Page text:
Record Review 

Something about Ray Price's voice takes listeners to a different place. Smooth as silk, he personifies the classic "countrypolitan sound" from an era when Nashville moved away from hillbilly music to a more contemporary "middle of the road" style -- lush strings, heavy-handed chorus singers and, sometimes, cheesy material. But there's another side to Ray Price, the guy who emerged from Texas in the late '40s and was key (along with Bob Wills and Ernest Tubb) in the promotion of western swing and honky-tonk country. Now 77, Price has released an album that captures the best of both eras, and he hasn't lost a lick of quality.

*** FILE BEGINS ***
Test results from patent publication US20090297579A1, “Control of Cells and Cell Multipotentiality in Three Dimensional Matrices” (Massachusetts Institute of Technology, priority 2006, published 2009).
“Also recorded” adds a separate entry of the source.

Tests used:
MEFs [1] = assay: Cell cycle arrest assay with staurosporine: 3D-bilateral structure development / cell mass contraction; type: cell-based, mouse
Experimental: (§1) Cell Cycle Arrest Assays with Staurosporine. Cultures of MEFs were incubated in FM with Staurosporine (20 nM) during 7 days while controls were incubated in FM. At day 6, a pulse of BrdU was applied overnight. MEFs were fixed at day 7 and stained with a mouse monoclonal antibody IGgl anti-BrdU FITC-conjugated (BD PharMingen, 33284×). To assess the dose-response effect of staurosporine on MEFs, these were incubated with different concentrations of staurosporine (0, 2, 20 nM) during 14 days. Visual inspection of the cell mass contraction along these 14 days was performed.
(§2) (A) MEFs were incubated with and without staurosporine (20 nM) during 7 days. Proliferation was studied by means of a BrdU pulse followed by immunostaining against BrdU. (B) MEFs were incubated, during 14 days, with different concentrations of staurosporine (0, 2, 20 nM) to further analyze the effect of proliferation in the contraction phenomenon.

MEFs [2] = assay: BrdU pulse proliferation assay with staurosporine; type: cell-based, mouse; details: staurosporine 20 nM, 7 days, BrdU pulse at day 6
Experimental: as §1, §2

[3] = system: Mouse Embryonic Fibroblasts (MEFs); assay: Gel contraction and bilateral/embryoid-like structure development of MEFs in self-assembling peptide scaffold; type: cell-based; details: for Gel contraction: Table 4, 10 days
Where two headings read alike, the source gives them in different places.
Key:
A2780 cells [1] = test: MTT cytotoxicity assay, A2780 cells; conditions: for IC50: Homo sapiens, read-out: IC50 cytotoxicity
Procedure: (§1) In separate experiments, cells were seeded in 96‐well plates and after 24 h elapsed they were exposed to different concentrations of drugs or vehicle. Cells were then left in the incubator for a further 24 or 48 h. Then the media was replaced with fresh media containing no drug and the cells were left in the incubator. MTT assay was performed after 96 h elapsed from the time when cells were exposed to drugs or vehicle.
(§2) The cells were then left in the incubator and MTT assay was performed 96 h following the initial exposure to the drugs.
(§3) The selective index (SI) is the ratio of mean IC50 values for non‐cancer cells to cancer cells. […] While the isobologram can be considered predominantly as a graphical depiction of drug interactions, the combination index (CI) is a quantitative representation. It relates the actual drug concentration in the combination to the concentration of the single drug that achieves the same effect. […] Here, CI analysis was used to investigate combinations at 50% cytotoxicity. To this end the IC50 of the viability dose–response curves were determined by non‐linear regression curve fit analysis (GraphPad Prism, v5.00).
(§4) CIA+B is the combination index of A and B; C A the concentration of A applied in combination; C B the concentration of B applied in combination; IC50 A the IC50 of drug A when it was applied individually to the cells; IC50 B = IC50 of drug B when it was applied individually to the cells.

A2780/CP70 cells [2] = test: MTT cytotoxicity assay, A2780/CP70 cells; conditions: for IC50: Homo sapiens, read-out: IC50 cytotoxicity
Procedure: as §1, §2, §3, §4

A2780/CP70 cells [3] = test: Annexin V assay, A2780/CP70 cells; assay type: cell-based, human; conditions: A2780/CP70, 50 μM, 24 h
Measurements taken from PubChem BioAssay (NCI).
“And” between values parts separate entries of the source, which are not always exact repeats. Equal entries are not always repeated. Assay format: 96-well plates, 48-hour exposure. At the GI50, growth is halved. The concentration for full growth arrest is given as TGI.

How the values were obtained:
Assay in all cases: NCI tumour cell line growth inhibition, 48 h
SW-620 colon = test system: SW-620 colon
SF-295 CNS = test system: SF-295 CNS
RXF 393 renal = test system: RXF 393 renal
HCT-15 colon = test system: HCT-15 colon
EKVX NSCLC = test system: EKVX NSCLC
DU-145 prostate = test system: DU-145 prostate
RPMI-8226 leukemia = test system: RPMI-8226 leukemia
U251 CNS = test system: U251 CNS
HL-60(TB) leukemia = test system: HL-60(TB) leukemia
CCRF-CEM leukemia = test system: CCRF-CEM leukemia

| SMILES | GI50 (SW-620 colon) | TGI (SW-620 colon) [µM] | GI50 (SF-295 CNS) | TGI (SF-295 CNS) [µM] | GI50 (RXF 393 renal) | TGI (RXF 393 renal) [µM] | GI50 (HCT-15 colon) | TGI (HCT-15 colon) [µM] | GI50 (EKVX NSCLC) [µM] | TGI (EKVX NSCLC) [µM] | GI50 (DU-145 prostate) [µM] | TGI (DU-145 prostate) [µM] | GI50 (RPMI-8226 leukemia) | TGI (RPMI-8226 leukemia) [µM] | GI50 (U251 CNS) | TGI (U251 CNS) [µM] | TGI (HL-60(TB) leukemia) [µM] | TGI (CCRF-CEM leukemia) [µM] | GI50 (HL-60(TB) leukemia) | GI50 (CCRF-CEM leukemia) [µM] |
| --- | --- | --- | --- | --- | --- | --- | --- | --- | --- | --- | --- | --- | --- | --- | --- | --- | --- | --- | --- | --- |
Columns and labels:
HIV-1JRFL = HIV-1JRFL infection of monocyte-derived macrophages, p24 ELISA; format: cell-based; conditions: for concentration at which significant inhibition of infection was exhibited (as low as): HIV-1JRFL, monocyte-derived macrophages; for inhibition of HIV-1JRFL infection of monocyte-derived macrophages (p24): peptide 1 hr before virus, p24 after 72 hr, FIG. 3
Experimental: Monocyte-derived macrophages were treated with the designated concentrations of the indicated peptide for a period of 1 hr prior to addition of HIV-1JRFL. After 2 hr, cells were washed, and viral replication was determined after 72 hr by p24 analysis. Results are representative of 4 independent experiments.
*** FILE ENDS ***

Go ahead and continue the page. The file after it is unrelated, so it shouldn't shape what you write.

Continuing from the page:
Time reunites Price with some of the finest studio musicians from Nashville's past, collectively known as the "A Team." Including such legends as Harold Bradley (whose recent work with Mandy Barnett is amazing), pedal steel player Buddy Emmons and guitarist Pete Wade, the A Team and producer Fred Foster give Price a finely structured musical bed upon which his still-perfect voice fits with ease. The blend of honky-tonk and cosmo-country works well, with great songs by Cindy Walker, Harlan Howard, Hank Cochran and Price himself.

The new generation of country stars should do themselves a favor and listen to the Ray Price method. He never shouts or strains, and after about 60 years of singing, he sounds as good as ever. Now that's impressive.


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